Though you may be increasing your total credit limit, if you are approved for such loans/credit cards, you are affecting the average age of your credit.
For example, if you have one credit card that you've had for 10 years and you opened a new one. In the eyes of credit scoring, it will look like your average credit age is around 5 years.Your credit score will take a hit because the average age of your credit is reduced and because of the hard inquiry that the credit card company made against your credit.
9. Don't close unused credit cards.
Since the age of your credit card account is factored in calculating your credit score, keep unused credit cards open (as long as they don't cost any fees).
It's a smart strategy that not a lot of people know about or think about.
Since these unused credit cards also contribute to your credit utilization ratio, closing them will negatively affect the ratio, and, then, your credit score.
10. Be patient.
Don't expect your credit score will jump right away after you try all of the tips mentioned above.
Credit score increase doesn't happen overnight.
You may see the increase after a couple of weeks because closing statement dates on your credit cards may all be different and it may take a couple of billing cycles before you see any chances.
Sometimes, you need a couple of months to see results but just be patient.
Improve your credit by 100 points in 3 steps
Do you want to know how to increase your credit by 100 points?
Believe it or not, there are easy ways to do that. You don't even have to hire experts to help you improve your score in the short-term.
I've done it recently. As you can remember from the very first image on this page, my score jumped from 713 to 830 in just a year.
Another to look at it is by looking at the image just below. You'll see that in that my score jumped 73 points. That's the accumulation of points from a couple of months back and all the way to August of this year. By the way, this info was taken from Credit Karma.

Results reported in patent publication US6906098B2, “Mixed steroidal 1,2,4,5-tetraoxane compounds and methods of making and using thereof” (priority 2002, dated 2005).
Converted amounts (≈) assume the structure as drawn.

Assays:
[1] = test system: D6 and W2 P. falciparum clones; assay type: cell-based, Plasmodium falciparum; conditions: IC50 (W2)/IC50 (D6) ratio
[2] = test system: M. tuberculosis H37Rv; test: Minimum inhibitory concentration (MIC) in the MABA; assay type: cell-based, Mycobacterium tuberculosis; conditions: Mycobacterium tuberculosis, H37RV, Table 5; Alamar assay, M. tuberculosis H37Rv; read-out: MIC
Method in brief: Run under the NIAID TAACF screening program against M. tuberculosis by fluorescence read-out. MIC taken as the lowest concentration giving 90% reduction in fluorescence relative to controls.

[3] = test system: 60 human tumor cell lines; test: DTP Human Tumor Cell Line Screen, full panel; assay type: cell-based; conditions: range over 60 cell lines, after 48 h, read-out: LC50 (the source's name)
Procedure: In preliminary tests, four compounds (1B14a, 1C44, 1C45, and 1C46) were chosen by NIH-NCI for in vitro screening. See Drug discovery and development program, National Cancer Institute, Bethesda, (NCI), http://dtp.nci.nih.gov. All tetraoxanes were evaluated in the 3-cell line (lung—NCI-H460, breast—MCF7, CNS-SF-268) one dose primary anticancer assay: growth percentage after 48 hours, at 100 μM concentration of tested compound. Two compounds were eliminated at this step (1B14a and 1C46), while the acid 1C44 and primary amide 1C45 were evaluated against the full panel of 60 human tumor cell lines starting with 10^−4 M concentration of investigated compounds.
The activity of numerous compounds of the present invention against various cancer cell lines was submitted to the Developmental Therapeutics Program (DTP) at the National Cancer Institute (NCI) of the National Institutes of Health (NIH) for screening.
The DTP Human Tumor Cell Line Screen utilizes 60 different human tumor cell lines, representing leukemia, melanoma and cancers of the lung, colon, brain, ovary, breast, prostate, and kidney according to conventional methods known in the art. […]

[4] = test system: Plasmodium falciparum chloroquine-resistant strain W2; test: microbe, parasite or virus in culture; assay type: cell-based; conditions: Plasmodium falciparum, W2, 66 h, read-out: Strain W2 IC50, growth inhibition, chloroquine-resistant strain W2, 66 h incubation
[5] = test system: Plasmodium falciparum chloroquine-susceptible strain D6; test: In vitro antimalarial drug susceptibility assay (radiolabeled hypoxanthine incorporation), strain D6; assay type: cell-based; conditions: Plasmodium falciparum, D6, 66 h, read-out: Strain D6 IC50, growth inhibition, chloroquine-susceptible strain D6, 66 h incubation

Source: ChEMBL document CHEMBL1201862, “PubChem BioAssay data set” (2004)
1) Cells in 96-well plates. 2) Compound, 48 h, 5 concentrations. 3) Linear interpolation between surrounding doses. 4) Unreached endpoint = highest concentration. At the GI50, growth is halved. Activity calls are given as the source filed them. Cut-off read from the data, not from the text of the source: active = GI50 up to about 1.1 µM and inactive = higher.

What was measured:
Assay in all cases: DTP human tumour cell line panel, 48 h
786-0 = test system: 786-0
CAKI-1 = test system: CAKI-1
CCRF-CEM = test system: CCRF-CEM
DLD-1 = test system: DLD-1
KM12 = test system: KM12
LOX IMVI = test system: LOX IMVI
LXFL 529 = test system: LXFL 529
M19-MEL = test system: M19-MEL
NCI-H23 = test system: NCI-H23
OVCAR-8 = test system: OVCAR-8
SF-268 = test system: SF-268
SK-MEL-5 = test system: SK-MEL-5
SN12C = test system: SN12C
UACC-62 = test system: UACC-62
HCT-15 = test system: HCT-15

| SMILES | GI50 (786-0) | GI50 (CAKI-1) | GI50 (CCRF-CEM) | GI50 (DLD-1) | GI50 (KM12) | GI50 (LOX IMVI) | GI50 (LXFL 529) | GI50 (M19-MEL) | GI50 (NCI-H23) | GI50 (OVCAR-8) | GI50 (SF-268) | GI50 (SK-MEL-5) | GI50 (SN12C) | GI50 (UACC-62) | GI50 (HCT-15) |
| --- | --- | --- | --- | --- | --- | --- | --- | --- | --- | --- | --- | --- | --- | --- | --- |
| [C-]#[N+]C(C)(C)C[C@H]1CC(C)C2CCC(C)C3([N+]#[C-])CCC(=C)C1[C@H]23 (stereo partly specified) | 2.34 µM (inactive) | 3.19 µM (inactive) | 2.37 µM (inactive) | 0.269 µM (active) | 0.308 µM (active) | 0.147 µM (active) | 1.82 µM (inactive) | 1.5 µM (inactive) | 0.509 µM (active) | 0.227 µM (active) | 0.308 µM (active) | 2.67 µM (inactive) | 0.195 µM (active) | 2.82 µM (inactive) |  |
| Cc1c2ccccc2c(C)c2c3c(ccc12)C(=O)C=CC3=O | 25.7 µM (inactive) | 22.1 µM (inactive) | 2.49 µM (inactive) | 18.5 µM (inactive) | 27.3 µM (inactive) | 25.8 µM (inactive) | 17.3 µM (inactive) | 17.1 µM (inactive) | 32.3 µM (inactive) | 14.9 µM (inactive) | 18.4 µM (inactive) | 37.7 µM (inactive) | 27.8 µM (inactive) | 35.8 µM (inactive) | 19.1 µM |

Read on to find out how to do it:
1. Delete errors from your credit reports.
According to the Federal Trade Commission, around five percent of consumers had errors on their credit report that negatively impact their terms for loans.
That's why it's very important to check your credit report for inaccuracies. You can use Credit Sesame to check your report for free.
Most credit report mistakes are caused by human error – either by the credit issuer or the consumers.
For example, when you applied for a credit card, the issuer transposed one of your social security numbers and accidentally, opened an account for another person.
Another way of getting a free report:
You can also use AnnualCreditReport.com to request for a copy of your report. You can get a copy every12 months from all of the credit bureaus free of charge.
When you see discrepancies or inaccuracies, report it to the credit bureaus. The creditors will, then, have 30 business days to respond to the dispute.
Once corrected, the negative information will be deleted.
2. Stay under your credit limit.
Your credit utilization has an impact on your credit score.
That's why it's best to limit the amount you put on your credit cards, loans, etc. Best yet, pay as much as you can so your outstanding balance goes down.One good way to keep your credit limit in control (even when you have a lot of debt) is to consolidate your debt with a personal loan.
The lower your interest rate is, the lower your fees and the faster you'd be able to pay off your debt.
3. Don't miss your due dates
This means that you need to pay your bills on time.
Remember that payment history is one of the factors considered in credit scoring. Any late payment, when reported to the bureaus, will have an impact on your credit score.
Of course, accidents happen.
Here's the thing:
When you miss a payment by a couple of days, call your creditors and ask them if they have reported or will report the missed payment to the bureaus. Chances are they won't but ask and make sure you make the payment as soon as possible.